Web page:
- The Washington Times
Thursday, April 18, 2019

ANALYSIS/OPINION:

It was Christmas again this week and all the Democrats got in their stockings were two or three lumps of coal. Or maybe it wasn’t Christmas, but Groundhog Day.

The earlier summary of Robert Mueller’s findings was only a summary, after all, and everyone knew the actual report had all the good stuff. Mr. Mueller wouldn’t let us down.


Ah, but he did. Great expectations dashed again. The Democrats, but for the dwindling number of grown-ups in the party of Jefferson, Jackson, Harry S. Truman and FDR, were so sure that Mr. Mueller would deliver the goods they had conferred sainthood on him, much like the Nobel Peace Prize awarded to Barack Obama before he assumed office. Now some Democrats are looking for rope to deal with the special counsel, unless that other mob, the one still in pursuit of the president, has cornered the supply of hemp on their march to the hanging tree.

William Barr on Thursday had barely concluded his introduction to Mr. Mueller’s eagerly awaited report before the two dozen Democrats running for president lined up for a turn as denouncer in chief. Pocahontas said Mr. Barr had “disgraced” the profession of politics for acting as “the personal attorney and publicist” for the president. Kirsten Gillibrand, not trusting her message to the twitterworks, called a press conference to denounce the attorney general’s early morning press conference as “a farce and an embarrassing display of propaganda” for the president.

Sen. Cory Booker of New Jersey said “the American people deserve the truth, not spin from a Trump appointee.” Sen. Kamala Harris of California said Mr. Barr’s press conference “was a stunt, filled with political spin.” David Axelrod, who managed two presidential campaigns for Barack Obama and a man who ought to recognize spin when he sees it, said the Mueller report “provides a conundrum for Congress by virtually inviting an impeachment probe around the obstruction issue.”

The media wiseheads, who haven’t learned much over the years of Mr. Mueller’s investigation, were astonished anew at how ignorant everyone else is. Carl Bernstein, still trying to understand what happened to his Watergate fame, insists that clear evidence of the president’s high crimes and misdemeanors is right there in the Mueller report but only smart, sophisticated people like himself can see it.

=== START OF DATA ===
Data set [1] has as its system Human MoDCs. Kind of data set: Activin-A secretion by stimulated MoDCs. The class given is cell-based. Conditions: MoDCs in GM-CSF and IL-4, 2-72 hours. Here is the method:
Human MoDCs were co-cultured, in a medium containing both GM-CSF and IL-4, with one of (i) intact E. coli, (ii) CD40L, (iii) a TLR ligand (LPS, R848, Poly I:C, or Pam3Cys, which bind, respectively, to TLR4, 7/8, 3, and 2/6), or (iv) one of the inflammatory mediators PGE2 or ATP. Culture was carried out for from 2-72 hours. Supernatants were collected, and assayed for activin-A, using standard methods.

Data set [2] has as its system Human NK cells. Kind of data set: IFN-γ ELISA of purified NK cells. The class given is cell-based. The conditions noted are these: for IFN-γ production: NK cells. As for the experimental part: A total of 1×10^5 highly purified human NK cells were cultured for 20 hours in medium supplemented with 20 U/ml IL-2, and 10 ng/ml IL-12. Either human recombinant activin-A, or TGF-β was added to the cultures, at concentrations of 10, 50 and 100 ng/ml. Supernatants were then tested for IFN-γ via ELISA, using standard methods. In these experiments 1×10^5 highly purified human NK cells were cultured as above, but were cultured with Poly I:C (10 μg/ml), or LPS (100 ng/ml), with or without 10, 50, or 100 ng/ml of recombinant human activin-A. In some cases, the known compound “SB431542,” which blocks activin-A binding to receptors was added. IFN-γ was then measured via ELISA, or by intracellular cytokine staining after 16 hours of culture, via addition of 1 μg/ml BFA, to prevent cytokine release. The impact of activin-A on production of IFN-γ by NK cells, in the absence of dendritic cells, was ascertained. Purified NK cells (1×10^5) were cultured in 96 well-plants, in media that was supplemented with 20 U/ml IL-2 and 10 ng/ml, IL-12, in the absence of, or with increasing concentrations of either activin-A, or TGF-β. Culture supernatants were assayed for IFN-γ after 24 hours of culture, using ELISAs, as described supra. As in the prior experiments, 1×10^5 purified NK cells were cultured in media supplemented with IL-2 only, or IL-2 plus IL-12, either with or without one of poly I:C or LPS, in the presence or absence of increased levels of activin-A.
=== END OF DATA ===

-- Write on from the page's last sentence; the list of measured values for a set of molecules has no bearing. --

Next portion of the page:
“It’s here in substance,” he said, “in nuance, in context and it is there for all people of good will in this country, if they are not so dug in politically or ideologically to process information and make some sophisticated judgments about the behavior of everybody I’ve mentioned here.”

Chris Cuomo of CNN says there’s “a ton” of collusion in the Mueller report and everyone with “a dose of shame” should read it. Mr. Cuomo thinks Mr. Mueller discovered “clever, secretive behavior” and delivered it by the ton and he “lays it all out” once you break the code. This is odd, because Mr. Mueller has a reputation for writing with the clarity cherished by the courts.

Hollywood woke up early Thursday and when everyone read the news that Mr. Mueller had failed again, the mass meltdown of the twinkies was on. Nearly everyone anyone had heard of and bit players, extras and faces in the crowd recognized the end of the world lurking just over the blue horizon. There was unanimous agreement that the time for gathering evidence was over, and it was time to get on with the hanging. What was winning the House of Representatives about if not to act swiftly? Hadn’t Nancy Pelosi herself said she was the constitutional equal of the president? Wasn’t she one of the three branches of government she had heard about in high school?

One of the rare cool heads doomed to get no respect tried to tug everyone back to reality, a destination that few Hollywood Democrats would recognize. “Based on what we have seen to date,” said Rep. Steny Hoyer of Maryland, the leader of the Democratic majority in the House, “going forward on impeachment is not worthwhile at this point. Very frankly, there is an election in 18 months and the American people will make a judgment.”

But that’s so 20th century and besides, caution is not a popular sentiment with a mob, and Mr. Hoyer can expect rough treatment for truth-telling. Nothing is more dangerous than a mob with a length of rope and no one to use it on.

There’s something terrifying about the reaction to the Mueller findings. What if, as some senior Democrats are saying, the president might win a second term after all? Then what? Not even calling out the National Guard could deal with the liberal hysteria. “Bring it on,” says one twitterhead, “we’re ready and they can’t even figure out which bathroom to use.”

• Wesley Pruden is editor in chief emeritus of The Times.

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